Wasim Khan, the PCB chief executive, believes it is realistic to expect Australia and England to return to Pakistan under the current future tours programme following the planned resumption of Test cricket in the country with Sri Lanka's visit next month.
Khan hopes that Sri Lanka's "hugely symbolic" return for two Tests, along with staging the entire Pakistan Super League in the country this season, will continue to shift the perception about Pakistan, though he conceded that it is likely to be a lengthy process.
The PCB has recently hosted Cricket Australia CEO Kevin Roberts and his counterparts at the ECB, Tom Harrison, and Cricket Ireland, Warren Deutrom. Khan said that they all left with positive impressions of the security situation in Pakistan, and invitations to tour have been extended to South Africa, Ireland and Afghanistan, while Bangladesh are scheduled to tour in January under the FTP.
As a stepping stone to full tours by Australia and England - slated for 2022 in the programme - Khan is hoping for the A teams of the two countries to travel first.
"Pakistan is as safe as anywhere… the world's not a great place at the moment, but we've done everything we can to get the security measures in place. We are pretty experienced at it now, because we've had to be" Wasim Khan
"Do I think that's realistic? Absolutely. Can it happen? I think it's a case of ongoing dialogue working closely with players' associations," Khan told ESPNcricinfo.
"The first big step was to get Kevin and Tom to come over, which they committed to and really threw themselves into, which is superb. The FTP, the next two or three years, it gives us the opportunity to take small steps. It's not going to happen overnight, we need to continue to build confidence on what we do.
"Our greatest selling point is word of mouth from players - 260 foreign players from across 15 countries registered for the draft, which shows how far we've come. I'm hoping that will accelerate people's thinking in wanting to come and visit. We just have to be consistent in our approach with every country."
Khan, who took up his role ten months ago after having served as the Leicestershire chief executive, said that first-hand experience of Pakistan is the best way to see the progress that has been made.
"The one big thing is that I think there's a perception about Pakistan and what exists there, it's not until you get there that you realise the reality is very different," he said. "I think everyone who came over had a really good experience, saw that it's a normal country and people live a normal way.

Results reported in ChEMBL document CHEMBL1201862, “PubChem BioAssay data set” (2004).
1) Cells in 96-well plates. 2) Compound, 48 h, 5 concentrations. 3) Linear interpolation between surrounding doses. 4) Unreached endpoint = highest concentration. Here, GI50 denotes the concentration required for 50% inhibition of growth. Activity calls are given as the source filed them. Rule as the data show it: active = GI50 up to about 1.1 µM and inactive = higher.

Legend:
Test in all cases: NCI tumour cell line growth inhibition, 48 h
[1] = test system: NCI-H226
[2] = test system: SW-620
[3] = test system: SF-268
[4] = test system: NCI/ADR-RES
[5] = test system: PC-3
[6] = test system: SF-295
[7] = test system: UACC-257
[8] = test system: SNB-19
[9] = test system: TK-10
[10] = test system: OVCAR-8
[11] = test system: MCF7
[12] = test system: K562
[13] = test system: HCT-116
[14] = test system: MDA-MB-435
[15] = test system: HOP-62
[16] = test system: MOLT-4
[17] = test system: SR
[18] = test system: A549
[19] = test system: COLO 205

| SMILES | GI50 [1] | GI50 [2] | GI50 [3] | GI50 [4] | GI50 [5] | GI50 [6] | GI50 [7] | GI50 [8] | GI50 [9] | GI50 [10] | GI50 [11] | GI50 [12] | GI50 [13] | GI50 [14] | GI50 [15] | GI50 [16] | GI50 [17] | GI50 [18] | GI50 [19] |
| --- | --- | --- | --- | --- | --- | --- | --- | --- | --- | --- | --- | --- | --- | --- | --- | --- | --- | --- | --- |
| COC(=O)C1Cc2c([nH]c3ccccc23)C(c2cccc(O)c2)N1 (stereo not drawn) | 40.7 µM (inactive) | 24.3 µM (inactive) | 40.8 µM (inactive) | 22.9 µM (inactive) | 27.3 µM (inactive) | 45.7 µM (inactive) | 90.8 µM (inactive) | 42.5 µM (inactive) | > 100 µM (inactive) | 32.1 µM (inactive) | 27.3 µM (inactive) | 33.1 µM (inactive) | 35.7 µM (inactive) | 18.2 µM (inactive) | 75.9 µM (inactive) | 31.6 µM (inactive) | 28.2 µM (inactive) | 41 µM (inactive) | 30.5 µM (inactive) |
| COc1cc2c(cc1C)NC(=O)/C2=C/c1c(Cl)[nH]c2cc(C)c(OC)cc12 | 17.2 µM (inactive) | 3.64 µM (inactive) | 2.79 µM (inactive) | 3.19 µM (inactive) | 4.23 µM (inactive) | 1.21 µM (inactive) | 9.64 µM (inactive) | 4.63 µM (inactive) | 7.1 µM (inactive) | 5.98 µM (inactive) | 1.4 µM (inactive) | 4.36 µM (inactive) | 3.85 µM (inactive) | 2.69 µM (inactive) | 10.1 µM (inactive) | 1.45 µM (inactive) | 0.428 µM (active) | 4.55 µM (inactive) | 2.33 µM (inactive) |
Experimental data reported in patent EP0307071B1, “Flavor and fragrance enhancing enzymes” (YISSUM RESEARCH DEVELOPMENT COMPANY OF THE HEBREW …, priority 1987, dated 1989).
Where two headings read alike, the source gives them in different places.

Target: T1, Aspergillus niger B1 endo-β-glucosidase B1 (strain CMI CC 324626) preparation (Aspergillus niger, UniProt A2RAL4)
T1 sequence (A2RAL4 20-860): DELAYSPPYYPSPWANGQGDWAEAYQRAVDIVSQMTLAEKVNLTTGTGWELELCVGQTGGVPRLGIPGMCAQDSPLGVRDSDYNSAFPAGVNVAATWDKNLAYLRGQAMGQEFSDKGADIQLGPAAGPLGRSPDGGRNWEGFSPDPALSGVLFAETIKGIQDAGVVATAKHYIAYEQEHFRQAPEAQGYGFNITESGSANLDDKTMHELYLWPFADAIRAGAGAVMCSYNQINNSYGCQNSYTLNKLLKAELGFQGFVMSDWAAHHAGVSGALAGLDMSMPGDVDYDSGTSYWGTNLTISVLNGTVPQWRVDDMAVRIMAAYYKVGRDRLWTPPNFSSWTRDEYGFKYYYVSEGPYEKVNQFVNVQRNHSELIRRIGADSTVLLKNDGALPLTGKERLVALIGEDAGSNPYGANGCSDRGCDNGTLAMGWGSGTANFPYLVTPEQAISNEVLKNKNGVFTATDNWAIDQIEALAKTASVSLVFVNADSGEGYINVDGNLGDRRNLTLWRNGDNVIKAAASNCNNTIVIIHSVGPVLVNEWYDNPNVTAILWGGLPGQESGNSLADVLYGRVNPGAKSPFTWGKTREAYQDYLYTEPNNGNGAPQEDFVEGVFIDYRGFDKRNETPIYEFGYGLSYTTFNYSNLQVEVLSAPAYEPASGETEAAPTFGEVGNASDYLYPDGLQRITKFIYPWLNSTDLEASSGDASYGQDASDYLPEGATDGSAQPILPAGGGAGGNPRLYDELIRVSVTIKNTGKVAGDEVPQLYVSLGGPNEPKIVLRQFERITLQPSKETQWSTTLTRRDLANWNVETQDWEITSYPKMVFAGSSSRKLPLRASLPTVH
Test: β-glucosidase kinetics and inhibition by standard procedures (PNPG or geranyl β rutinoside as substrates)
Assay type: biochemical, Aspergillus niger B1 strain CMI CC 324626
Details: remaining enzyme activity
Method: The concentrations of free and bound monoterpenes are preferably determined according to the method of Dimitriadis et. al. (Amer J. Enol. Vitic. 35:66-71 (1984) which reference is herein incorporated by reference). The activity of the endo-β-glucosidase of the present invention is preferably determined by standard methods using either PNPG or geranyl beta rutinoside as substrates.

"We want to get to a stage where we keep closing the gap in terms of pay and get to the stage that Australia have with maternity leave. There's so much we want to do" Wasim Khan on women's cricket in Pakistan
"Wherever you look in the world, Pakistan is as safe as anywhere… the world's not a great place at the moment, but we've done everything we can to get the security measures in place. We are pretty experienced at it now, because we've had to be. What people say when they leave is that it's not what I imagined it would be. It's frustrating at times because people have this perception because that's what the media paints. It's had its fair share of issues in the past, we remain vigilant, there's no complacency, but we are good at what we do and I encourage people to come have that experience."
While Khan focuses a lot of his efforts into the long-term plans for international cricket in Pakistan, the performance of the national teams also remains at the forefront. The Test side begins its World Test Championship campaign at the Gabba, then the team heads into a new World Cup cycle and tries to arrest a slide in its T20I form, even as the women's team prepares for the T20 World Cup in Australia.
"We are sitting seventh in Tests, sixth in ODIs - that is a concern for us and something we want to address," he said. "We want to be walking out at Lord's in 2021 for the Test Championship final, there's a number of ICC events coming up and we go in to win every one. It's also about focusing on the long game for Pakistan, which is about sustainable success, in order to do that you'll have to go through some pain again and again to get to where we want to."
The number of central contracts for women was reduced from 17 to ten this year but the value increased, alongside further enhancements such as business class travel. Khan has also been encouraged by Nida Dar's stint in the WBBL with the Sydney Thunder, and wants to use that as a catalyst for further growth.
"Nida will come back a better cricketer for this experience and for us it is about providing as much of that as possible," he said. "You only grow, mature and learn by having experience to different lifestyles. It's important we given women's cricket due value, I was very much involved in that in England, we want to get to a stage where we keep closing the gap in terms of pay and get to the stage that Australia have with maternity leave. There's so much we want to do."